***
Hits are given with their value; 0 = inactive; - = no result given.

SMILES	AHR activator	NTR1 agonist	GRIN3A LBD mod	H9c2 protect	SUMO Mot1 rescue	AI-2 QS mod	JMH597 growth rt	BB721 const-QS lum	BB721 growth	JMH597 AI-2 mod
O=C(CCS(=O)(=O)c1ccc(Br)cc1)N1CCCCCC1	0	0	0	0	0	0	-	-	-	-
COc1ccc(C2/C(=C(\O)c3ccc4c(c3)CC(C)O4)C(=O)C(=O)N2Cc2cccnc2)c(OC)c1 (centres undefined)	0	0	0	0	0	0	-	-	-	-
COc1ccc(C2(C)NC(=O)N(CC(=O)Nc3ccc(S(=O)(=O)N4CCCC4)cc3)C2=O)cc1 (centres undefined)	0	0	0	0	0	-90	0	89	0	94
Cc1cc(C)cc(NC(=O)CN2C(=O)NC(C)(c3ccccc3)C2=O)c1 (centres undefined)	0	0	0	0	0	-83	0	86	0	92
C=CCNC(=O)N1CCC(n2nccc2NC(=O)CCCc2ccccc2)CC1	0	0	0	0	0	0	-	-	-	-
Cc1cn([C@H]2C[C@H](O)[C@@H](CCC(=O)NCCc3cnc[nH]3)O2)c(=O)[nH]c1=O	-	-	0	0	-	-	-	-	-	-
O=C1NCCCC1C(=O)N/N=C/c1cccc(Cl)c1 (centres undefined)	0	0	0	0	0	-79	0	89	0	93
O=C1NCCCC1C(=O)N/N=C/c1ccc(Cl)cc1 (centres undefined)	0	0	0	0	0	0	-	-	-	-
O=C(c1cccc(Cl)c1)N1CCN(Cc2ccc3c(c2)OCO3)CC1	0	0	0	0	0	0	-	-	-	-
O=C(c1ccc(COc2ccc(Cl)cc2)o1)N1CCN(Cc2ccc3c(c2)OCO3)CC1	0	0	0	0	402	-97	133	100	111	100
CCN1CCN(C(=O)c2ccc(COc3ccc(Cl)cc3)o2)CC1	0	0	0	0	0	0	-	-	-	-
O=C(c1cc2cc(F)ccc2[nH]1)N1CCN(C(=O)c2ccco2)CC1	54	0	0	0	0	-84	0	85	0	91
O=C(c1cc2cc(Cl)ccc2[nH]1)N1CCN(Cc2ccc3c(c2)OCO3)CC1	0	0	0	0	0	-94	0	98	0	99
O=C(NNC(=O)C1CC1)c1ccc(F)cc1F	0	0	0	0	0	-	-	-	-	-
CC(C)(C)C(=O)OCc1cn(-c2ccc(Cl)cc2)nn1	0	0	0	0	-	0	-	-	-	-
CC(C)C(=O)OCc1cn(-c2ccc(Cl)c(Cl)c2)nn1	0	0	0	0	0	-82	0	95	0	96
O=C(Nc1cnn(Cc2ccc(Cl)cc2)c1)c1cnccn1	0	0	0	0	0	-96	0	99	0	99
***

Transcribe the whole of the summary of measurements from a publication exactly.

Hits are given with their value; 0 = inactive; - = no result given.

SMILES	AHR activator	NTR1 agonist	GRIN3A LBD mod	H9c2 protect	SUMO Mot1 rescue	AI-2 QS mod	JMH597 growth rt	BB721 const-QS lum	BB721 growth	JMH597 AI-2 mod
O=C(CCS(=O)(=O)c1ccc(Br)cc1)N1CCCCCC1	0	0	0	0	0	0	-	-	-	-
COc1ccc(C2/C(=C(\O)c3ccc4c(c3)CC(C)O4)C(=O)C(=O)N2Cc2cccnc2)c(OC)c1 (centres undefined)	0	0	0	0	0	0	-	-	-	-
COc1ccc(C2(C)NC(=O)N(CC(=O)Nc3ccc(S(=O)(=O)N4CCCC4)cc3)C2=O)cc1 (centres undefined)	0	0	0	0	0	-90	0	89	0	94
Cc1cc(C)cc(NC(=O)CN2C(=O)NC(C)(c3ccccc3)C2=O)c1 (centres undefined)	0	0	0	0	0	-83	0	86	0	92
C=CCNC(=O)N1CCC(n2nccc2NC(=O)CCCc2ccccc2)CC1	0	0	0	0	0	0	-	-	-	-
Cc1cn([C@H]2C[C@H](O)[C@@H](CCC(=O)NCCc3cnc[nH]3)O2)c(=O)[nH]c1=O	-	-	0	0	-	-	-	-	-	-
O=C1NCCCC1C(=O)N/N=C/c1cccc(Cl)c1 (centres undefined)	0	0	0	0	0	-79	0	89	0	93
O=C1NCCCC1C(=O)N/N=C/c1ccc(Cl)cc1 (centres undefined)	0	0	0	0	0	0	-	-	-	-
O=C(c1cccc(Cl)c1)N1CCN(Cc2ccc3c(c2)OCO3)CC1	0	0	0	0	0	0	-	-	-	-
O=C(c1ccc(COc2ccc(Cl)cc2)o1)N1CCN(Cc2ccc3c(c2)OCO3)CC1	0	0	0	0	402	-97	133	100	111	100
CCN1CCN(C(=O)c2ccc(COc3ccc(Cl)cc3)o2)CC1	0	0	0	0	0	0	-	-	-	-
O=C(c1cc2cc(F)ccc2[nH]1)N1CCN(C(=O)c2ccco2)CC1	54	0	0	0	0	-84	0	85	0	91
O=C(c1cc2cc(Cl)ccc2[nH]1)N1CCN(Cc2ccc3c(c2)OCO3)CC1	0	0	0	0	0	-94	0	98	0	99
O=C(NNC(=O)C1CC1)c1ccc(F)cc1F	0	0	0	0	0	-	-	-	-	-
CC(C)(C)C(=O)OCc1cn(-c2ccc(Cl)cc2)nn1	0	0	0	0	-	0	-	-	-	-
CC(C)C(=O)OCc1cn(-c2ccc(Cl)c(Cl)c2)nn1	0	0	0	0	0	-82	0	95	0	96
O=C(Nc1cnn(Cc2ccc(Cl)cc2)c1)c1cnccn1	0	0	0	0	0	-96	0	99	0	99